ARGUING IN Arlington County Circuit Court, where Falls Church crimes are tried, Leibig said that all the information police officers obtained from the GPS device should be deemed inadmissible.

He said that the police violated Foltz’s fourth amendment rights against illegal search and seizure when they placed the GPS device on his van without a warrant and without any predetermined limitations on what type of information they were looking for.

“They have zero standards [for GPS tracking],” Leibig said. “When you have a unit that believes that they can track anyone for any amount of time with no rules, that’s police discretion.”

Leibig also said that the eyewitness testimony of the police officers who allegedly saw Foltz commit the Feb. 6 assault should be inadmissible as well. “But for the GPS information, they would not have been doing the personal surveillance on Mr. Foltz,” he said.

ALPERT disagreed with this interpretation. While acknowledging that there is very little precedent concerning the use of GPS devices in police investigations, she ruled that Fairfax County Police Officers acted within the law when conducting warrantless surveillance of Foltz.

This court believes that the only thing necessary to put a device on a car is reasonable suspicion,” Alpert said. “The police clearly did have reasonable suspicion.”
- So this means, you can be tracked, without your knowledge, by the Gestapo, anytime they feel like it!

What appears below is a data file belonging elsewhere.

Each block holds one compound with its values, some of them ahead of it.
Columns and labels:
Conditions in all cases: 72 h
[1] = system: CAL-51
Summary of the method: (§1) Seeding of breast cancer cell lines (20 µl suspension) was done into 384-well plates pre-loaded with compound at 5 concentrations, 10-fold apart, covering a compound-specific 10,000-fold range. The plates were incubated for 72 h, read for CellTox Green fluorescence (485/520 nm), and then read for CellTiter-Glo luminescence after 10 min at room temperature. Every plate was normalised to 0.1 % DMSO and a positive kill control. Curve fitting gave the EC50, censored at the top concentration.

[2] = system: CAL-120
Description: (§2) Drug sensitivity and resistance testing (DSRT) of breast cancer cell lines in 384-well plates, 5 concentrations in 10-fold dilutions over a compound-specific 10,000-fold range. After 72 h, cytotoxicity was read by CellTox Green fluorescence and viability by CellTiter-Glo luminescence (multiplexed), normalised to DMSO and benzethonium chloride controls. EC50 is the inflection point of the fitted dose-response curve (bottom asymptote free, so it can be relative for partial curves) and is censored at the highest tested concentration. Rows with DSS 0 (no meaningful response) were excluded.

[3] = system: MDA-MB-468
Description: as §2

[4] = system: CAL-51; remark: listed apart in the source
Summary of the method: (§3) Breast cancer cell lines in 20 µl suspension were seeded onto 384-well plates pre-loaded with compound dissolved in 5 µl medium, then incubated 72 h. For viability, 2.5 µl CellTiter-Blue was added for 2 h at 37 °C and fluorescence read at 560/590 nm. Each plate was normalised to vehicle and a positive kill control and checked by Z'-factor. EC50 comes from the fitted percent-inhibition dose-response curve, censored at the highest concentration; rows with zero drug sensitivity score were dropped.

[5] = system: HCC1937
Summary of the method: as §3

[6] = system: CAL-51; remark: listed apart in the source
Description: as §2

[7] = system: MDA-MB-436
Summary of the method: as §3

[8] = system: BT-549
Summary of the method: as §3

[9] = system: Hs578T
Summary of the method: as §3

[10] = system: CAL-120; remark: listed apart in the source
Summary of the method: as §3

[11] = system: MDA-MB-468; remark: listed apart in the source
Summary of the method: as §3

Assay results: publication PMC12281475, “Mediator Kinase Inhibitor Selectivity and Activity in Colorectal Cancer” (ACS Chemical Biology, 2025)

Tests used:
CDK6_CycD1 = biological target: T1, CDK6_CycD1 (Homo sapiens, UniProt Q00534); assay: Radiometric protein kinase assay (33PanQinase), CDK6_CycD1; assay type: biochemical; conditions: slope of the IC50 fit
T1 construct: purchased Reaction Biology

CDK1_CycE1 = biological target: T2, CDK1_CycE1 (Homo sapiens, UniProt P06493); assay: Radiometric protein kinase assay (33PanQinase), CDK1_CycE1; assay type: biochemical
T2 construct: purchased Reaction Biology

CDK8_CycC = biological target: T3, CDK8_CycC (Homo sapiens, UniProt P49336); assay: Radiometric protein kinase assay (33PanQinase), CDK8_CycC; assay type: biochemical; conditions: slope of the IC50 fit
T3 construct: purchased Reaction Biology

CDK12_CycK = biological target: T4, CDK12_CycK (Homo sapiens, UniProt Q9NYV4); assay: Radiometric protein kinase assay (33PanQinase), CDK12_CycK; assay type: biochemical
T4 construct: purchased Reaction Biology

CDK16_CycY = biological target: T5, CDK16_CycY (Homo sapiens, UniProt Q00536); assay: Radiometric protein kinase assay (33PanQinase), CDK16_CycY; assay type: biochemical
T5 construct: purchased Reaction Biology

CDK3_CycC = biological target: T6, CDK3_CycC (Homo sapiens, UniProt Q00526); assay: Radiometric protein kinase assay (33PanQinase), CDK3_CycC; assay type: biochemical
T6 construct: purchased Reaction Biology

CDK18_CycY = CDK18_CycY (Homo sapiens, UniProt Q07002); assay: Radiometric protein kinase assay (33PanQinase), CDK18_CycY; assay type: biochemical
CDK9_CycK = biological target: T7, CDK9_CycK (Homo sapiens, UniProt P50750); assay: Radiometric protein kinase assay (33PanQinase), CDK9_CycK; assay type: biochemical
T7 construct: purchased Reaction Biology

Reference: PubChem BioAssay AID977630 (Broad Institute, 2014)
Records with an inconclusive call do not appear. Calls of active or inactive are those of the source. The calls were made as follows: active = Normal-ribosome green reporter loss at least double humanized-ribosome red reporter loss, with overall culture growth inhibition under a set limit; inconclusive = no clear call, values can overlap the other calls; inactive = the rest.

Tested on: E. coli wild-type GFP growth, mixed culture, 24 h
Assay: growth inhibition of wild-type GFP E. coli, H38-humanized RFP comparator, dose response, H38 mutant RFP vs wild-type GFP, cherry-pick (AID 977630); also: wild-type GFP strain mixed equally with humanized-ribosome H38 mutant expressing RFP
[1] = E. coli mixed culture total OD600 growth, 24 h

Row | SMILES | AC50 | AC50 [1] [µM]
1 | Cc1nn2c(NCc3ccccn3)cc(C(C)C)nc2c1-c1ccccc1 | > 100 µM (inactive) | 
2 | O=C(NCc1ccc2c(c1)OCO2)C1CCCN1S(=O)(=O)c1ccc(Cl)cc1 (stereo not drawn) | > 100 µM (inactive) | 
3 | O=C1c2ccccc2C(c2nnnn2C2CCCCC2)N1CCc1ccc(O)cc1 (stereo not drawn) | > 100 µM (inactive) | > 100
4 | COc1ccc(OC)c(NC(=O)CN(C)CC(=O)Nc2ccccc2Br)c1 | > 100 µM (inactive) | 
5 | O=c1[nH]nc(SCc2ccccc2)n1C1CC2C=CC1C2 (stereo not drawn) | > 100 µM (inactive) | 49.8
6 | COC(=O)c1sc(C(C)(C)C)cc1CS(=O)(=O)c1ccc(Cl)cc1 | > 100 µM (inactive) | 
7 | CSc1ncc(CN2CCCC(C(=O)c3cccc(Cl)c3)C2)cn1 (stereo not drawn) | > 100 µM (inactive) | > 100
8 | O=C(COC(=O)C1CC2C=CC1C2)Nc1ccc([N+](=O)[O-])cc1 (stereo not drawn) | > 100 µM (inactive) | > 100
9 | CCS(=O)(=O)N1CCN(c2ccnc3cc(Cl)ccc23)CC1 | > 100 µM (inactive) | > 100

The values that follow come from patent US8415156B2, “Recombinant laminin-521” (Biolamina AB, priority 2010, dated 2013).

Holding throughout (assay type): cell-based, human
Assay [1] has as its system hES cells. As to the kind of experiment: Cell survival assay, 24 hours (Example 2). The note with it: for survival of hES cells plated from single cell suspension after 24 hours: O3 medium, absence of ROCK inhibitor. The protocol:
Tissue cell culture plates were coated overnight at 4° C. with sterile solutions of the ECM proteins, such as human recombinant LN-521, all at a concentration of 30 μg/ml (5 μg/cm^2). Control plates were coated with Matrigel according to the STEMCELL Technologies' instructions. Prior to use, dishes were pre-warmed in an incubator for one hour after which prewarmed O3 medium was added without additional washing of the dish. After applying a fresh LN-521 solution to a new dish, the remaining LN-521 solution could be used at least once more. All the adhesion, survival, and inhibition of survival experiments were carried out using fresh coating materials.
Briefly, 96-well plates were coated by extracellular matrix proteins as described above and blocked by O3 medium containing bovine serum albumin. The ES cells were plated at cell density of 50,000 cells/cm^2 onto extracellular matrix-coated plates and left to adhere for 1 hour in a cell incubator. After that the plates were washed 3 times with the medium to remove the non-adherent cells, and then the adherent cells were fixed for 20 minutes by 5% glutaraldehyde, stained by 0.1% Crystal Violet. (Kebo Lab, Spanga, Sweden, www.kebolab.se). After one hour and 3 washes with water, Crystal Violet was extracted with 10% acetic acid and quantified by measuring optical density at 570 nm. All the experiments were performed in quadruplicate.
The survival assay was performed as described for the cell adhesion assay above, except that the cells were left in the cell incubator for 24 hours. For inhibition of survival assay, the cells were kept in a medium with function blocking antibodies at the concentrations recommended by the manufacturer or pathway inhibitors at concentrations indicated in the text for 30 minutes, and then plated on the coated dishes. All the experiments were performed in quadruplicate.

Unlike with a wiretap of a telephone, Alpert said that a GPS device only enhances the sensory ability of a detective and does not allow a detective to perform an act that would otherwise be impossible. In this sense, she said, a GPS device is more akin to binoculars or night-vision goggles.
- Oh give me a break!!!

The GPS data was information “the police could’ve obtained through their own sensory perception by surveilling him.”

Ultimately, Alpert ruled that the attaching of the GPS device to Foltz’s van did not violate his fourth amendment rights because “He had no reasonable expectation of privacy on the exterior of his vehicle.”

Foltz’s jury trial is scheduled to begin later this fall.


PA - Man admits morphing photos into child sex abuse image

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03/28/2008

In an unusual federal obscenity case, a Monroeville man admitted today that he used software for photographs to create computer images of a 14-year-old girl being sexually abused, although no actual abuse took place.

Henry Kendall pleaded guilty in federal court to one count of possession of obscene visual representation of the sexual abuse of children.

Federal prosecutors agreed to drop a second charge of possession of child pornography.

A girl known by Mr. Kendall was depicted on Mr. Kendall's computer in bondage and being sexually abused. Someone saw the images and reported them to authorities.

When they raided the home, U.S. postal inspectors and FBI agents said the man admitted to them that he used Photoshop software to create the bondage scenes and superimpose images of his penis into the pictures.

In court today, Assistant U.S. Attorney Stephen Kaufman told the judge that the images are "clearly obscene."

Under federal law, possession of any depictions of the sexual abuse of children, even fake ones, is illegal.


CT - Windsor Locks bans sex offenders

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08/06/2008

Windsor Locks (AP) -- Windsor Locks residents have become the latest to approve an ordinance banning sex offenders from some public places.

The ordinance, approved by a voice vote Tuesday at a town meeting, would prohibit registered sex offenders from the town's schools, parks, the public library, the senior center and the town hall gymnasium.

Under the ordinance, a registered sex offender found in any of those "safe zones" will be issued a warning, followed by a $99 fine for each additional offense.